Moore’s Law “… or, They’re Breeding Like Rabbits”
This piece comes from our “Facts of Life” series where we talk about the laws of nature and what happens when Mother Nature takes her course… in the data centre.
The data center has a seemingly insatiable appetite for space, power, and bandwidth.
But why does this happen?
Why does the demand seem to grow and grow rather than just level off at some point?
Isn’t there some inherent natural law that makes everything reach some equilibrium?
We begin with one of the most commonly referenced laws of nature in the technology world- Moore’s Law.
Gordon Moore was a co-founder of Intel Corporation, which was at the forefront of the semiconductor industry.
In 1965, Gordon Moore wrote a paper in which he predicted that the number of transistors economically manufactured onto a common semiconductor chip would double roughly every two years.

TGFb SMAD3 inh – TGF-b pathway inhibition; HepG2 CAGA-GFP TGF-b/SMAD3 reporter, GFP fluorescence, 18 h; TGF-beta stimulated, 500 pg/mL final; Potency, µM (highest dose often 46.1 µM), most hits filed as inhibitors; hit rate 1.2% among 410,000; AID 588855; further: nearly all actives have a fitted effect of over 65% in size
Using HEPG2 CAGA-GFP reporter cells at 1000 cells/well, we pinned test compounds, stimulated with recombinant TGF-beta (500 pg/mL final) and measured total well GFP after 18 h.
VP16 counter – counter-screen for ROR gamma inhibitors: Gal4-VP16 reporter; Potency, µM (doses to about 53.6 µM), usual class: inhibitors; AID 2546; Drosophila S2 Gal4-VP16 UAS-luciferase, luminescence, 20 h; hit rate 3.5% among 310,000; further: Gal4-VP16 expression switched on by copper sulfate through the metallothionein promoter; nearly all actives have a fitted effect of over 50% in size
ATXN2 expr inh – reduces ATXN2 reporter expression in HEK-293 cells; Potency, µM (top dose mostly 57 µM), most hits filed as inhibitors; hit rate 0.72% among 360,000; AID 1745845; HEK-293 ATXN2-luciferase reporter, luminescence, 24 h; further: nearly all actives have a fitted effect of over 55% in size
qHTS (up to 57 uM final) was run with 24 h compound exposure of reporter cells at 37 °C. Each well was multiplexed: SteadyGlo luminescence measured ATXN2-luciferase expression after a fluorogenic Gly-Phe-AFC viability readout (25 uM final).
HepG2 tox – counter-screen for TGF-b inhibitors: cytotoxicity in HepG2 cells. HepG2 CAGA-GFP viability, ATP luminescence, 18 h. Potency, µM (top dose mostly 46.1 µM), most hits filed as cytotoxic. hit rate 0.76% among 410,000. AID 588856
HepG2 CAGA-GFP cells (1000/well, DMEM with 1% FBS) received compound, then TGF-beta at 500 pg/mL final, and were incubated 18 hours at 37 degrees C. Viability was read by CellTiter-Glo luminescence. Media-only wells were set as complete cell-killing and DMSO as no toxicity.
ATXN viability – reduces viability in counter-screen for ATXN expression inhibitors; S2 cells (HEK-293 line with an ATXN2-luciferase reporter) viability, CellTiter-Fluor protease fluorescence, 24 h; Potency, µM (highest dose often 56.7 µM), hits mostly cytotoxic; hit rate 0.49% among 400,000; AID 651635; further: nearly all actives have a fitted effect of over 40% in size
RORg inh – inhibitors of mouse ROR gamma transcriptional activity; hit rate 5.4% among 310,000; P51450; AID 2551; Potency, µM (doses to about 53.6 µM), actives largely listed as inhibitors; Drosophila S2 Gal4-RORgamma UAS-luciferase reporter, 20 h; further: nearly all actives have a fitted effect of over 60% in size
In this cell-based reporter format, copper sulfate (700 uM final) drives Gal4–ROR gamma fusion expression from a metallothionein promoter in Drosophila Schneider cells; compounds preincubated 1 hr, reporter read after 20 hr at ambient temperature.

This prediction is verified by history, and this doubling of computing density has come to be known as “Moore’s Law.”
Essentially this means more and more computational capacity on a given amount of chip space as time goes on.
At times over the past decade, some in the industry predicted a limit on Moore’s Law because the size of the molecules of which the electronic material is made was pressuring the physical limits of manufacturing techniques.
However, manufacturers have innovated new techniques, which have resulted in Moore’s Law continuing without interruption.
So What does Moore’s Law have to do with the data centre?
This ever increasing density of data processing electronics, following Moore’s Law, correlates to increasing heat produced by those electronics, which in turn drives cooling resource demands in the data center.
Come back and see us again for more in our Facts of Life series.